Aims and objectives
The ‘Vasile Parvan’ Institute of Archaeology’s photographic archive contains about 12,000 glass-plate black-and-white negatives and positives, 5,000 black-and-white rolls of film negatives, 100 color rolls of film negative, 10,000 colour film-slides, 1,000 aerial photographs, and more than 10,000 black-and-white and colour photographs on paper. The archive also contains a partial card-index, with about 10,000 index-cards. The information provided by the cards is rudimentary and in most cases there is no connection between the registration number on the card and the photographic items. The rest of the archive is inadequately stored, has no inventory, has never been scanned and is in the process of active decay. Rapid action is needed to preserve the collection and to make its contents available for national and international research.
The archive’s importance for the history and archaeology of Romania is immense, providing a unique source of information for archaeological research and monument recording and restoration between 1880 and 1925. Large numbers of archaeological sites and monuments, then surviving across Romania, are represented in a vast array of excavation, exploration and restoration photographs, covering all periods from the earliest farming communities to the pre-industrial centuries of the last millennium. Many of the archaeological sites and landscapes represented in the photographs, along with a host of medieval churches and many villages, were totally destroyed during and after the two World Wars.
The emphasis of the project will be on the photographic material dating from 1880-1925, approximately 4,000 items. Although the archive contains photographs from all over Romania, the majority of the earliest material focuses on the Romanian Black Sea area, a region called Dobrogea, the richest region of Romania in terms of its archaeological heritage. It also used to be the most ethnically diverse region of Romania and until the end of World War I was one of the most rural and arid. Many of the photographs shed light on the ethnic diversity of the region, nowadays hugely different, and on the unaltered landscape of the area, much changed due to the huge communist agricultural programmes of the sixties and seventies, which included erasing to the ground entire villages along with their churches and traditional field systems.
Thousands of archaeological artifacts – pottery, sculptures, metal objects – are also represented, along with other items of major historical importance: objects of religious art, paintings, sculptures and fabrics, many of them subsequently destroyed or lost, sometimes plundered by German, Russian or other troops during the wars that have affected Romania in the past 150 years. The on-site images include extremely beautiful local ethnographic photographs and rural landscape images depicting a world long gone, especially in the Black Sea area, populated by a wide mix of differing nationalities in the period before WWII (Greeks, Turks, Tartars, Italians, Germans, Macedonians, Bulgarians, Circassians, Lipovans, Russians, Jews and Gypsies).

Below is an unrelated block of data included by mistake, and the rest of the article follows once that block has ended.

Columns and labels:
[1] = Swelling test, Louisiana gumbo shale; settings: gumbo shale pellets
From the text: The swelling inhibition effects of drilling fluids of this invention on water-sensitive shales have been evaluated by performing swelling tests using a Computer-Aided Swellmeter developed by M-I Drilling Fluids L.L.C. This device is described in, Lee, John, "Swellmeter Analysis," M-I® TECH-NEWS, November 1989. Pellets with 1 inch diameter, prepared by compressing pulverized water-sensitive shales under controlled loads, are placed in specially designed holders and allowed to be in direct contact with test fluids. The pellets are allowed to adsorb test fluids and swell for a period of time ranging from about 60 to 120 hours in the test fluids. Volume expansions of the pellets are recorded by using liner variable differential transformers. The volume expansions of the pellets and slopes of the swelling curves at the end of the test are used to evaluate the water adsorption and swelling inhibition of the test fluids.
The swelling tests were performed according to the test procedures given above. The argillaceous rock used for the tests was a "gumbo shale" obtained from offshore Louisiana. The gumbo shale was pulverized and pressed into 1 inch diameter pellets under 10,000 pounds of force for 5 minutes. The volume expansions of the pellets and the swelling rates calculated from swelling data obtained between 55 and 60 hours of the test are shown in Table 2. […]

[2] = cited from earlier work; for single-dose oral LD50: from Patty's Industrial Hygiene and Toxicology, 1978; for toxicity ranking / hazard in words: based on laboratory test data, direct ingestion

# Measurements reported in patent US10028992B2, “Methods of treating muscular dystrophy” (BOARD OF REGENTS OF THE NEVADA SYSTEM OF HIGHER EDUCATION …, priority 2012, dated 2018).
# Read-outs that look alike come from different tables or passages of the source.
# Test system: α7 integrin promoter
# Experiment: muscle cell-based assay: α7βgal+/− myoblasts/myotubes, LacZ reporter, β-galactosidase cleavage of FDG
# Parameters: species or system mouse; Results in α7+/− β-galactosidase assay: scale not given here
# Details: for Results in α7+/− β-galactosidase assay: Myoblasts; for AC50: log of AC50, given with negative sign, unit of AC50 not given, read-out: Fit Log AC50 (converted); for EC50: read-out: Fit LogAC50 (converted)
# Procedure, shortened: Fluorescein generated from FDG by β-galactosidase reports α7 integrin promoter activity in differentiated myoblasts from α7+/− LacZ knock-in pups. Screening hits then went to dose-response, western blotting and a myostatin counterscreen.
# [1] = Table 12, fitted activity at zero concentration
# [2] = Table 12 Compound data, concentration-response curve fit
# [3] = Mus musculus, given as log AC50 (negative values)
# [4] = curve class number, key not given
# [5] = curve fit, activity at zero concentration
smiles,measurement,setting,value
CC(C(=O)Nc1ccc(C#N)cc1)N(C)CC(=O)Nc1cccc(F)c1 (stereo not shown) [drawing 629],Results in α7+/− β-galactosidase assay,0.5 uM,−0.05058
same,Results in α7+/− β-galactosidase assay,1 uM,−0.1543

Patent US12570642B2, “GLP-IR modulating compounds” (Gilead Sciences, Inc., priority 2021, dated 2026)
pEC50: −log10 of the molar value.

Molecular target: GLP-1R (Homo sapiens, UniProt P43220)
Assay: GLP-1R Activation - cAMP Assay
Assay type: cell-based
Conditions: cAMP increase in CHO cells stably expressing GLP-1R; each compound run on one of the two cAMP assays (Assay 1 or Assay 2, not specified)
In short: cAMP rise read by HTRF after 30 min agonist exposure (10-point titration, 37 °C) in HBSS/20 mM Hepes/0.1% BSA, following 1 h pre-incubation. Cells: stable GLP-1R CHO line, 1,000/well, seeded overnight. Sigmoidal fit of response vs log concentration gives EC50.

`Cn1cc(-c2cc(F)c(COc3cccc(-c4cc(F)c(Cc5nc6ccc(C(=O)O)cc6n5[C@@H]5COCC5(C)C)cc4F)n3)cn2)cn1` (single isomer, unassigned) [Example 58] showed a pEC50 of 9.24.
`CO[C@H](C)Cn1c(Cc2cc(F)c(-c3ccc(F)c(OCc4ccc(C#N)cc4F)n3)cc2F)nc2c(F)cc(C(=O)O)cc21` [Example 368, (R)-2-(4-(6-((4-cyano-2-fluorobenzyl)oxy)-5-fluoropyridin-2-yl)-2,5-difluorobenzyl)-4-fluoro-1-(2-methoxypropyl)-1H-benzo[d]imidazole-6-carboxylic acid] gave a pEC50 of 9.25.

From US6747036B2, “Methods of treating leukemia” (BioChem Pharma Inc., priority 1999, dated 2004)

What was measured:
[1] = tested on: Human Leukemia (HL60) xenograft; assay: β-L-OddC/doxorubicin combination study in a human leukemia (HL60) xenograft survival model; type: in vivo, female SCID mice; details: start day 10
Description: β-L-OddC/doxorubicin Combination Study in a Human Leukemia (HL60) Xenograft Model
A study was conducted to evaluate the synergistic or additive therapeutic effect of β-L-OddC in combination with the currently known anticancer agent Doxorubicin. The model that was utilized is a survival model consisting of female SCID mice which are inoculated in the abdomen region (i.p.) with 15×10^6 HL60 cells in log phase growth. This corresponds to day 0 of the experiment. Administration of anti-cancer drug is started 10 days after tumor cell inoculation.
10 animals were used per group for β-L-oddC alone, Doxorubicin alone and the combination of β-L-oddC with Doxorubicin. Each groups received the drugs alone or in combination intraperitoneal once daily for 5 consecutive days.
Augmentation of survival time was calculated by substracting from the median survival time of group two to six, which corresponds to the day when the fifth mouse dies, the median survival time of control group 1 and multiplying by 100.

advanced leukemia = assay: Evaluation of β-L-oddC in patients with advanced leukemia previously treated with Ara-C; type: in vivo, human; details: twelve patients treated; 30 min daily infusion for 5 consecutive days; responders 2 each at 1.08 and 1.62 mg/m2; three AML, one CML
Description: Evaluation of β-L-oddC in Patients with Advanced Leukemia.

Until 2013 the Institute had no photo-archivist and for more than a century the archive was sadly neglected, moved from one venue to another with the records being kept in totally unsafe conditions. As a result most of the glass-plates are affected by dirt, dust or mould, heat or water; many are cracked or broken. The prints are for the most part in similarly poor condition. None of the material is stored in archival-standard enclosures. In the last two years there have been major improvements at the Institute, including the designation of a special room for the archive, the gathering of most of the photographic material in a single venue, and the appointment of a Curator of the photographic archive.
This project will start to rescue this very important body of images. The plan is to clean and put in standard archival enclosures all of the glass-plates and prints from 1885-1918 and to digitise them, thus ensuring their safeguarding for future generations. The Institute will also provide funding for the permanent exhibition of photographs that is planned to be opened in the last month of the project.
About 5000 photographic items were subject of the team's work and underwent different cleaning and restoration procedures. After the restoration phase, 2157 items were selected for digitisation. Out of these 2157 items, a number of 1420 were glass-plate negatives or positives (with different techniques), the rest being albumen prints or gelatine silver prints. After the digitisation, all these items were packed in photographic archival standard enclosures and boxes, thus ensuring their survival for future generations.